The South West Coast Path is England’s longest trail stretching 630 miles from Minehead in Somerset to Poole Harbour in Dorset. It runs along the coastline of Exmoor, into North Devon and through Cornwall. The path offers extraordinary scenery, breath-taking views and a walk to suit everyone’s needs. It has strenuous, steep sections, rolling hills and flatter parts. To complete the whole path is the ultimate challenge for any long-distance walker. But of course, you can enjoy the path in smaller, more manageable chunks. It features 115,000 feet of ascent and descent, (according to National Trails), which is the equivalent of climbing Mount Everest four times. Below are ten of the top places to walk from, along and stop in to enjoy the view.
1. Studland Bay and Old Harry’s Rocks, Dorset
Closer to home for me, this slice of Purbeck coastline boasts beautiful white chalky cliffs and miles of gold, sandy beaches. You can also visit Old Harry’s Rocks, a stack and stump formation, and look out towards The Needles on the Ilse of Wight.
2. St. Aldhelm’s Head, Dorset
This was one of my favourite walks of last summer. By starting in the pretty village of Worth Matravers, the walk features Chapman’s Pool, Winspit Caves and Dancing Ledge. Whilst this section is packed full of beautiful sights, it also isn’t too strenuous and a slower, more relaxed pace to take in the views makes it a great walk for all.
3. Durdle Door, Dorset
Durdle Door is a natural limestone arch part of the Jurassic Coast World Heritage Site and is one of the most iconic and most photographed landmarks in Dorset. Whilst it is undoubtedly beautiful, visiting at a quieter hour of the day is advisable – not only will you have more of an uninterrupted view, but it also helps to preserve and protect the surrounding landscape and wildlife, which can get overwhelmed by large numbers of people.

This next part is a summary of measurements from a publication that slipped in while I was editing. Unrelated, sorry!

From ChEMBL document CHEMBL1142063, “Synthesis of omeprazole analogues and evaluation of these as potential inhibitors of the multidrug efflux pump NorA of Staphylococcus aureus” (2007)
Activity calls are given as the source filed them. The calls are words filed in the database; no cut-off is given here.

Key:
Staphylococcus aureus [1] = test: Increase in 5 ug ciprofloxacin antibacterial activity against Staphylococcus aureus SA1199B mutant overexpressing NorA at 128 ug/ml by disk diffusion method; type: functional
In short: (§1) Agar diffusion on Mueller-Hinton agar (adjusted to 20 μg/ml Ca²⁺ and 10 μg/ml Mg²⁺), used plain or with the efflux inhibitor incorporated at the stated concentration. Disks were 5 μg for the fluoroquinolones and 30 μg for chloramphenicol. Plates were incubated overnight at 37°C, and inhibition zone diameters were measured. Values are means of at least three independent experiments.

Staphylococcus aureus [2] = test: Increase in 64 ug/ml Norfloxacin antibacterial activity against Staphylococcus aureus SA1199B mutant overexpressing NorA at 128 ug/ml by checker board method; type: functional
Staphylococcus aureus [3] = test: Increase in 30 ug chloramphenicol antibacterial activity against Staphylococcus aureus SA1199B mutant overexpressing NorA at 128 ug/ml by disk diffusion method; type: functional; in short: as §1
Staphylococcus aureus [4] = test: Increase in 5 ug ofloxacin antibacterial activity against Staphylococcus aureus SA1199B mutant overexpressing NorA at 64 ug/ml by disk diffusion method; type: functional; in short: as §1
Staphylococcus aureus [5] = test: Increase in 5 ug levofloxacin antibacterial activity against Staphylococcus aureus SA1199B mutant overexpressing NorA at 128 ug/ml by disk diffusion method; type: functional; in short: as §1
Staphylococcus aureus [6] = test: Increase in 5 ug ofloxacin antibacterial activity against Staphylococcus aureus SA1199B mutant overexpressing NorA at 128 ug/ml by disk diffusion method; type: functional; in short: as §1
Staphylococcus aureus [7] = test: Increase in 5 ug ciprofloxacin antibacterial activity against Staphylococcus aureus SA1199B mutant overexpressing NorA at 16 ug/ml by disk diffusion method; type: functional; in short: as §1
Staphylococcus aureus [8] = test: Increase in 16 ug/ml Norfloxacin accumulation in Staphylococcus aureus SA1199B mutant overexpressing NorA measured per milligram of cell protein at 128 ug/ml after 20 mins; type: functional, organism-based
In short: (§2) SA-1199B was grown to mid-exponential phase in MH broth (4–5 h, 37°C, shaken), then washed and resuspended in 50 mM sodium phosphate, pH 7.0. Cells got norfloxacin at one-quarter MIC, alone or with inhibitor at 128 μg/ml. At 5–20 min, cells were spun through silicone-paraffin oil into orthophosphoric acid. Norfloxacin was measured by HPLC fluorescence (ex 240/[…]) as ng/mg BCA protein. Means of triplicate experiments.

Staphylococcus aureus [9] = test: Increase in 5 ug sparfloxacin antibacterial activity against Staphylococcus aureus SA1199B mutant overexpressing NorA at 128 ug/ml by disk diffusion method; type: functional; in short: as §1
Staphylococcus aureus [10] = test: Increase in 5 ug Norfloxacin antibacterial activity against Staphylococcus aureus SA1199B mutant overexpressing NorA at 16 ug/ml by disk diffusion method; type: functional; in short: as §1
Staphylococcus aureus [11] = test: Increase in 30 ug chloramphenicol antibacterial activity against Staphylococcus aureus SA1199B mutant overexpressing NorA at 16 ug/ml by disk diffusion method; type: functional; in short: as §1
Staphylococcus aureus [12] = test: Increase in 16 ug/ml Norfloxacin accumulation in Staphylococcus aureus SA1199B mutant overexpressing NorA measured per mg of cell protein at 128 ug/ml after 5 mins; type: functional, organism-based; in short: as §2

4. Beer, Devon
The walk from Branscombe to Beer is deemed one of the most picturesque walks along the entire path. The 6-7 miles that wind through Devon and its fishing villages are miles that I want to have under my own feet. Beer was also named recently by Countryfile as the Top Picnic Spot in the UK from Jubilee Gardens at the top of the headland – the views span the beach and village.
5. Salcombe, Devon
Salcombe is located on the banks of the Kingsbridge Estuary within the South Devon Area of Outstanding Natural Beauty, and it’s not tricky to see why. Salcombe is also a great village for messing about on the water – either sailing, kayaking or paddle boarding.
6. Fowey, Cornwall
After an easy section which follows part of the National Cycle Network around Par Sands, you have to take the ferry across to Fowey, where the path heads steeply up and then down. The rugged beauty of the coastline inspired Daphne du Maurier, Kenneth Grahame and many other writers and artists. It sits on a beautiful estuary with families of birds.
7. Porthleven, Cornwall
I visited Porthleven on a family holiday a few years ago and would love to go back. Besides it being a pretty, seaside village (much like the rest of places in Cornwall on this list), it has a bit more going for it than some. It has a great pub looking out onto the harbour and fab cafes to stop for coffee and cake, or a tasty brunch – perfect walker’s fuel.
8. Penzance, Cornwall
Penzance is the most westerly major town in Cornwall and is a historic port famous historically for its pirates. There are plenty of galleries, shops, cafes, and gardens to satisfy, but the short 2-mile section from Penzance to Marazion provides great views across Mount Bay to St. Michael’s Mount, the Lizard and Mousehole. That is a lot of stunning vistas!
9. Cape Cornwall, Cornwall
A landscape of old mines, mills, forts, and a fifth-century oratory. The village joins the coast path at Kenidjack castle, the area of an Iron Age fort. “From here it travels on around Cape Cornwall, where the Atlantic Ocean meets the English Channel, to Porth Nanven, also known as Dinosaur Egg beach.” – South West Coast Path
10. Padstow, Cornwall
The 10mile section from Port Isaac to Padstow features some undisturbed, stunning views. The first half of the walk to Polzeath is strenuous, but as you get closer to the fishing village of Padstow the views are worth it. Padstow has been the backdrop to a variety of films and is home to Rick Stein’s first restaurant, now a popular chain across the country.